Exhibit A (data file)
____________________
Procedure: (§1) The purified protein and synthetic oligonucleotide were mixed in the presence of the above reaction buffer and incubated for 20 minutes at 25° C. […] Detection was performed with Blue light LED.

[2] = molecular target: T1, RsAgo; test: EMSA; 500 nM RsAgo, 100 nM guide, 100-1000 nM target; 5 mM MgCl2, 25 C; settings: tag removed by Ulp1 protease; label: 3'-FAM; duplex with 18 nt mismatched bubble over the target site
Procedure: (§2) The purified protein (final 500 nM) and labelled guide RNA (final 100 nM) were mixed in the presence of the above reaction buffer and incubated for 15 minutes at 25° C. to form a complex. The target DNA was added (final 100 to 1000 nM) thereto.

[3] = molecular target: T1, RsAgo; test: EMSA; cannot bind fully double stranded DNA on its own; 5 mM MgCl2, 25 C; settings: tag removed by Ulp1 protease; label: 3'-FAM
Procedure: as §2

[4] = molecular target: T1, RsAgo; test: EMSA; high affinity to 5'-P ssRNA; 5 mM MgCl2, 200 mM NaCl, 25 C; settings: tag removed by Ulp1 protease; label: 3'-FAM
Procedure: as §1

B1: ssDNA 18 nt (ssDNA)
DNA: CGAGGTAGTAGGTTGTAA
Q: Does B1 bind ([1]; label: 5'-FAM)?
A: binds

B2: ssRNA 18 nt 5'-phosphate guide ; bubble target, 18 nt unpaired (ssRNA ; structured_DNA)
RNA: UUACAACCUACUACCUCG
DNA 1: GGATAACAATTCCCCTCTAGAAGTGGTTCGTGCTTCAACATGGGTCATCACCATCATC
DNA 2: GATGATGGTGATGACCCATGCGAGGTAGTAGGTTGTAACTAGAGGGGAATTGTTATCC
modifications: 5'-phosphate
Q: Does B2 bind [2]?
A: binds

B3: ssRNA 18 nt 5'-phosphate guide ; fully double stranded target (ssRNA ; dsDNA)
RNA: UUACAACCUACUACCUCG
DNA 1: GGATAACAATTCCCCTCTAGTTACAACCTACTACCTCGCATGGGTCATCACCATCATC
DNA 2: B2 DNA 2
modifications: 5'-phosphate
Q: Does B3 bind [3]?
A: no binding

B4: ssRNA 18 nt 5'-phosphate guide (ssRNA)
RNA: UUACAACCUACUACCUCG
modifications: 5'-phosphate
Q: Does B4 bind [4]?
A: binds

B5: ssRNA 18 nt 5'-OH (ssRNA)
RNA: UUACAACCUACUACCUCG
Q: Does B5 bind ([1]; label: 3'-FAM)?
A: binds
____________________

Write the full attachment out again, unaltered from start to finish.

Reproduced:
Procedure: (§1) The purified protein and synthetic oligonucleotide were mixed in the presence of the above reaction buffer and incubated for 20 minutes at 25° C. […] Detection was performed with Blue light LED.

[2] = molecular target: T1, RsAgo; test: EMSA; 500 nM RsAgo, 100 nM guide, 100-1000 nM target; 5 mM MgCl2, 25 C; settings: tag removed by Ulp1 protease; label: 3'-FAM; duplex with 18 nt mismatched bubble over the target site
Procedure: (§2) The purified protein (final 500 nM) and labelled guide RNA (final 100 nM) were mixed in the presence of the above reaction buffer and incubated for 15 minutes at 25° C. to form a complex. The target DNA was added (final 100 to 1000 nM) thereto.

[3] = molecular target: T1, RsAgo; test: EMSA; cannot bind fully double stranded DNA on its own; 5 mM MgCl2, 25 C; settings: tag removed by Ulp1 protease; label: 3'-FAM
Procedure: as §2

[4] = molecular target: T1, RsAgo; test: EMSA; high affinity to 5'-P ssRNA; 5 mM MgCl2, 200 mM NaCl, 25 C; settings: tag removed by Ulp1 protease; label: 3'-FAM
Procedure: as §1

B1: ssDNA 18 nt (ssDNA)
DNA: CGAGGTAGTAGGTTGTAA
Q: Does B1 bind ([1]; label: 5'-FAM)?
A: binds

B2: ssRNA 18 nt 5'-phosphate guide ; bubble target, 18 nt unpaired (ssRNA ; structured_DNA)
RNA: UUACAACCUACUACCUCG
DNA 1: GGATAACAATTCCCCTCTAGAAGTGGTTCGTGCTTCAACATGGGTCATCACCATCATC
DNA 2: GATGATGGTGATGACCCATGCGAGGTAGTAGGTTGTAACTAGAGGGGAATTGTTATCC
modifications: 5'-phosphate
Q: Does B2 bind [2]?
A: binds

B3: ssRNA 18 nt 5'-phosphate guide ; fully double stranded target (ssRNA ; dsDNA)
RNA: UUACAACCUACUACCUCG
DNA 1: GGATAACAATTCCCCTCTAGTTACAACCTACTACCTCGCATGGGTCATCACCATCATC
DNA 2: B2 DNA 2
modifications: 5'-phosphate
Q: Does B3 bind [3]?
A: no binding

B4: ssRNA 18 nt 5'-phosphate guide (ssRNA)
RNA: UUACAACCUACUACCUCG
modifications: 5'-phosphate
Q: Does B4 bind [4]?
A: binds

B5: ssRNA 18 nt 5'-OH (ssRNA)
RNA: UUACAACCUACUACCUCG
Q: Does B5 bind ([1]; label: 3'-FAM)?
A: binds